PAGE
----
Will Collective-Bargaining Negotiations Cause NHL Lockout?
By Stephen London
The relationship between the NHL and its players' association has been one of the most dysfunctional relationships between a league and its athletes in recent sports history. As a result of the lockout during the 2004-05 season, the NHL lost its television contract with ESPN and primetime contract for one game per week on ABC. Since then, the NHL has regained viewership, revenue and attendance.
Going into the offseason, it was reported that both sides working on the new collective bargaining agreement were seeking an appropriate deal. The NHL and the board of governors offered the first proposal for a new CBA right before talks began between the players' association and the league. As other media outlets have reported, the proposed CBA cuts 11 percent of players' revenue. The most recent CBA states that the players will receive 57 percent of the revenue, but the proposed CBA is calling for 46 percent of hockey-related revenue to be allocated to the players.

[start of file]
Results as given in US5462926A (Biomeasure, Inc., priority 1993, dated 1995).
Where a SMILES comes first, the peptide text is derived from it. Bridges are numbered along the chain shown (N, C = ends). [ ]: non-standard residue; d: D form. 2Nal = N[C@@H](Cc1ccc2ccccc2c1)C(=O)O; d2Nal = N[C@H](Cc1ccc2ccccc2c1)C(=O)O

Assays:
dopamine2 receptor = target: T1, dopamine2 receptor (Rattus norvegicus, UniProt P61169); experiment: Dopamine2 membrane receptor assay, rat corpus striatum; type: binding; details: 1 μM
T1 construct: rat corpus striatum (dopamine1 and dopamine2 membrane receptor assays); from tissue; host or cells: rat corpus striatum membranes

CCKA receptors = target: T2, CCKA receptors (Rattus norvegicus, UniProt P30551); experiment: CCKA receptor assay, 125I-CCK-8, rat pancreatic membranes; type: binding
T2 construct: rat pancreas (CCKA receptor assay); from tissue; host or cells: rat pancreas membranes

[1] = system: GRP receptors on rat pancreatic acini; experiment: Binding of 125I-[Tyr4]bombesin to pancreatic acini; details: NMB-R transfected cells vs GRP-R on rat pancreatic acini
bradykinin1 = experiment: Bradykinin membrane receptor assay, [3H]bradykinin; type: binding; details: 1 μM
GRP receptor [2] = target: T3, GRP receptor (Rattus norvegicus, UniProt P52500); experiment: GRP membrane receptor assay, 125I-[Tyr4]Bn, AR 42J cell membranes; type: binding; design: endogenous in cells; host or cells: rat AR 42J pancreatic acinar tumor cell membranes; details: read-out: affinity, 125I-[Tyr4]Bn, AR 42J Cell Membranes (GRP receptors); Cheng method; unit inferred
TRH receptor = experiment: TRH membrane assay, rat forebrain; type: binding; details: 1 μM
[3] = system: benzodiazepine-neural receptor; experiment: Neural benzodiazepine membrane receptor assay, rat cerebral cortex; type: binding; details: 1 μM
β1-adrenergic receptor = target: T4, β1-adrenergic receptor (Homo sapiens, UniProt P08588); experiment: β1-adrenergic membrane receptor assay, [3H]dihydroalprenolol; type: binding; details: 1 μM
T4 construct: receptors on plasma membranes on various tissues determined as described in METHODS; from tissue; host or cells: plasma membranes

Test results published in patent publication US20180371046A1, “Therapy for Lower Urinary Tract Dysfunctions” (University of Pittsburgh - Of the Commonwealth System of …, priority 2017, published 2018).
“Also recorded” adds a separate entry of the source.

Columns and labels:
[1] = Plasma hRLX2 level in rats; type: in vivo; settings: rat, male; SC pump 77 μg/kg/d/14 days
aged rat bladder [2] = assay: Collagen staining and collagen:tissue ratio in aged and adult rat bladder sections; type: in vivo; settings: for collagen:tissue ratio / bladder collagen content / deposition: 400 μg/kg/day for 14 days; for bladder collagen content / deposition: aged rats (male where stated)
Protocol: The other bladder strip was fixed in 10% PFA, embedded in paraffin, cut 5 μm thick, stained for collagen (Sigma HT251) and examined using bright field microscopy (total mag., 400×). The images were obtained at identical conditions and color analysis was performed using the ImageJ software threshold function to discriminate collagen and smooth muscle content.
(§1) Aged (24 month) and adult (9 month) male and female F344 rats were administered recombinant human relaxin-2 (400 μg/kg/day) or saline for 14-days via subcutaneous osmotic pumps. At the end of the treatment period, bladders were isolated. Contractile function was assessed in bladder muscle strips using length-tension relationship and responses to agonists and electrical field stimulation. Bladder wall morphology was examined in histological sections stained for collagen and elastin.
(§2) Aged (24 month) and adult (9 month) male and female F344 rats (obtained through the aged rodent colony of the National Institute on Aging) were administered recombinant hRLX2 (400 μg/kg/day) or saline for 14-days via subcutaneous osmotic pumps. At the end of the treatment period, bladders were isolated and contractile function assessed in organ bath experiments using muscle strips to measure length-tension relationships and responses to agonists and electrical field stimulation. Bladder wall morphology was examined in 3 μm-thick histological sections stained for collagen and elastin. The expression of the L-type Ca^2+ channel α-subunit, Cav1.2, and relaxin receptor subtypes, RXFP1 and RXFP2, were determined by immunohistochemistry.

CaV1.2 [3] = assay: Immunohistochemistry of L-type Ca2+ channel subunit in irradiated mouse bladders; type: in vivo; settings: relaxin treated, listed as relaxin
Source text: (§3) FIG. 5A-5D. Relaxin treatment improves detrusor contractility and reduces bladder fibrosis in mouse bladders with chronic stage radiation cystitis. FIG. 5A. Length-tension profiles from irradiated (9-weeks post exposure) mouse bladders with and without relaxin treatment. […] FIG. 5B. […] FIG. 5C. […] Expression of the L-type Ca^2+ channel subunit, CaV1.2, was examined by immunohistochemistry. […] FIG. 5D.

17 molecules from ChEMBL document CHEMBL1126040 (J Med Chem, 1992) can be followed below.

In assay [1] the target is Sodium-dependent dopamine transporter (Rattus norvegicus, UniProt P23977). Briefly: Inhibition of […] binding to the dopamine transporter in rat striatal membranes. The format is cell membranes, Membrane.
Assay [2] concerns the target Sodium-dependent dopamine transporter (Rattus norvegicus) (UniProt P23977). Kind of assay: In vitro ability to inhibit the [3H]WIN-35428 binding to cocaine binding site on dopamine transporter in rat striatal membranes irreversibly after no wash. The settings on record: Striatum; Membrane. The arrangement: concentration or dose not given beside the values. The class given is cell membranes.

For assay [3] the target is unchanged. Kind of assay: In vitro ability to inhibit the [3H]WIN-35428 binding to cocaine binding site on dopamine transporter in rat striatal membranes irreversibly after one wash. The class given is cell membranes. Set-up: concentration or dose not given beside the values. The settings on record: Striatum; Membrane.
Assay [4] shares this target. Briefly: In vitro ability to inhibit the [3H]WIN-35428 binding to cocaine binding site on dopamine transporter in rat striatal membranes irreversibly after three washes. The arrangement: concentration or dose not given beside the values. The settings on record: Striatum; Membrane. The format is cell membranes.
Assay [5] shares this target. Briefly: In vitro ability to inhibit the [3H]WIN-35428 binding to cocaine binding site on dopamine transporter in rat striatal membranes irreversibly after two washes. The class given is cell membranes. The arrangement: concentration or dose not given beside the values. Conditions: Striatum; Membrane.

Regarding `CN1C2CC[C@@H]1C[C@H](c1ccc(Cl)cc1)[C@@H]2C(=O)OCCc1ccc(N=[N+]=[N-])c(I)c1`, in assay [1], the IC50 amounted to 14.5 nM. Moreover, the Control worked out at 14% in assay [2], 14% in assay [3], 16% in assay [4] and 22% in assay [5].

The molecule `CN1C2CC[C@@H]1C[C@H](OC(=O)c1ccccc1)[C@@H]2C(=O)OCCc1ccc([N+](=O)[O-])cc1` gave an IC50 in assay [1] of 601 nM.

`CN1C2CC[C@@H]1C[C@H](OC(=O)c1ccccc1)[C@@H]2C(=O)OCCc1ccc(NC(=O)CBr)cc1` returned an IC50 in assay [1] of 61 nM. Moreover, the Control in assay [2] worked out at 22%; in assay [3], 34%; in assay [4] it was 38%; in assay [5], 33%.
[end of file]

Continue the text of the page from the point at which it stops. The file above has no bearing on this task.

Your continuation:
Another aspect of the proposed CBA that has angered some players is that contract length would not be longer than five years. In addition, the player would be paid the same amount each year, making it impossible to front-load or back-load contracts. The proposed CBA would not allow any salary arbitration or any signing bonuses a player might receive for signing a contract with a team.
The owners of the NHL have been waiting since the last lockout to change some of their mistakes. Teams such as the Phoenix Coyotes cannot continue running at a deficit every season. The CBA that has been in place gave the NHL players' association the highest percentage of revenues of pro sports leagues. Given that the NHL fan base isn't as large as the NFL's or NBA's, it would be difficult for players to continue receiving 57 percent of hockey-related revenues.
The NHL and NHLPA have had meetings since the end of the season, with nothing much stemming from the talks. The proposed CBA serves as a rough draft at the negotiation table. If the NHL actually will not budge on any of the issues and no progress comes from the next couple of talks, then the league's actions may delay or cancel the 2012-13 season.
Posted July 16, 2012